Background: Parenteral administration of narcotics has been the mainstay for postoperative pain relief in patients undergoing lumbar laminectomy. However, this may lead to respiratory depression and nausea, which may be hazardous in these patients.
Methods: We evaluated the efficacy of wound infiltration with bupivacaine in 45 consecutive patients undergoing elective single-level lumbar laminectomy for intervertebral disc prolapse in a prospective, double-blind, randomized controlled trial. Prior to wound closure, the muscle and subcutaneous tissues were infiltrated with bupivacaine 0.375% or sterile physiologic saline. Postoperatively, the patients were assessed hourly for pain and an analgesic administered if the patient had moderate or severe pain.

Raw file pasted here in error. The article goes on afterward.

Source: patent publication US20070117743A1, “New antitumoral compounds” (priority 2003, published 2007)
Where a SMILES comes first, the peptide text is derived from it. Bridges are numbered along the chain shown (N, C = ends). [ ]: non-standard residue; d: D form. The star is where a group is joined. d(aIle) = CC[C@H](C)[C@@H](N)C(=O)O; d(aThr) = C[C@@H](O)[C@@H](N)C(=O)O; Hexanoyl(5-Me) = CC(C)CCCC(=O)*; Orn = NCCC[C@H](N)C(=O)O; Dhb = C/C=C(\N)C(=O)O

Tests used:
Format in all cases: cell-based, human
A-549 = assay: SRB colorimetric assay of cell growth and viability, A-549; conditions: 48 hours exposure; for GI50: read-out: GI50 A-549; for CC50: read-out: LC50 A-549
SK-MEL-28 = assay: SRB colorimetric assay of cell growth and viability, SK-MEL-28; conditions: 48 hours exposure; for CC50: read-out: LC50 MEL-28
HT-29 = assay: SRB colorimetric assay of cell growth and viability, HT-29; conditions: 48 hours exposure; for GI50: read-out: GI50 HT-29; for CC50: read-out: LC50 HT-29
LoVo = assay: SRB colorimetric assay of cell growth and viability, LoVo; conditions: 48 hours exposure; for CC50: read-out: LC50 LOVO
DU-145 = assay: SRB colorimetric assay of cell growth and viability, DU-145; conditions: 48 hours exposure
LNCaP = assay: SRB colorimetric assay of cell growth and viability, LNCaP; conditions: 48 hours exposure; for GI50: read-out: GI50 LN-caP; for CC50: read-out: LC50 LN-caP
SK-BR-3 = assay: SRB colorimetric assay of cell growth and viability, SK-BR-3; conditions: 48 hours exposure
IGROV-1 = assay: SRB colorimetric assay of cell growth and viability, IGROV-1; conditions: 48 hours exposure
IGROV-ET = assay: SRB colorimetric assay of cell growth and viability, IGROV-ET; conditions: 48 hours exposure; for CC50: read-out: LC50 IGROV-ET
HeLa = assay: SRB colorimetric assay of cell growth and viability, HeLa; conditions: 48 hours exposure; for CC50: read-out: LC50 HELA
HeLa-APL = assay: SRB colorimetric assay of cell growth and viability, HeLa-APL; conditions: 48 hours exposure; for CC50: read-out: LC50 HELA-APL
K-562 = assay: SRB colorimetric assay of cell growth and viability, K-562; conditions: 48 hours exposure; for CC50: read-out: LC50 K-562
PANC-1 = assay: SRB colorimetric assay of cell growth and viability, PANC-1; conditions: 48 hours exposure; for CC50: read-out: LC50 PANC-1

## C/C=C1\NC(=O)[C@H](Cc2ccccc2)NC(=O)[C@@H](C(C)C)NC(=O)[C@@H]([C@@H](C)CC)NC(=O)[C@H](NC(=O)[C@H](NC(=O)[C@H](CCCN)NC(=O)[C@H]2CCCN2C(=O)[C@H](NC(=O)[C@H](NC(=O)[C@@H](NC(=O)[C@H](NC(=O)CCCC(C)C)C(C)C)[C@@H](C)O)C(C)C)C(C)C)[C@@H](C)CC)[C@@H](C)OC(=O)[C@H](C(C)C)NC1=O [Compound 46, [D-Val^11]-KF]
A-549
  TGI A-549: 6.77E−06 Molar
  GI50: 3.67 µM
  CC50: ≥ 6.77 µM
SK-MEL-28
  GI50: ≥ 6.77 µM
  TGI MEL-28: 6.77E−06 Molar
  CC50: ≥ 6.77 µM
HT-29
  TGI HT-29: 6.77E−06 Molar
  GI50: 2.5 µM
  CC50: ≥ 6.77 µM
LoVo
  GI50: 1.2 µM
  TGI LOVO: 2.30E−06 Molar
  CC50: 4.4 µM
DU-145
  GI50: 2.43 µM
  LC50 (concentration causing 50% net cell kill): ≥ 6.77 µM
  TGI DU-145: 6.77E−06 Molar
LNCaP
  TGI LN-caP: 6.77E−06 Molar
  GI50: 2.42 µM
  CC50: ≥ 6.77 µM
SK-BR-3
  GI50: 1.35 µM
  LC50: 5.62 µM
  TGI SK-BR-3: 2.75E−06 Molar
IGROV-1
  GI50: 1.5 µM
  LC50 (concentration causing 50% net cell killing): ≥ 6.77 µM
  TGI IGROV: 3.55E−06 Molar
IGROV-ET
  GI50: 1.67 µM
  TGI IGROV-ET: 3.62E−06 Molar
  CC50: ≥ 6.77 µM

Results: All the 21 placebo recipients required analgesics in the first 9 hours postoperatively, compared to only 11 of 24 patients who received bupivacaine (p < 0.001). The mean (standard deviation) time before administration of the first dose of analgesic postoperatively in the bupivacaine and placebo recipients was 807.7 (567.6) minutes and 181.4 (110.1) minutes, respectively (p < 0.001). No adverse effects of local wound infiltration were noted.
Conclusions: Local wound infiltration with bupivacaine is a safe and effective method for providing postoperative pain relief and reducing narcotic use in patients undergoing lumbar laminectomy.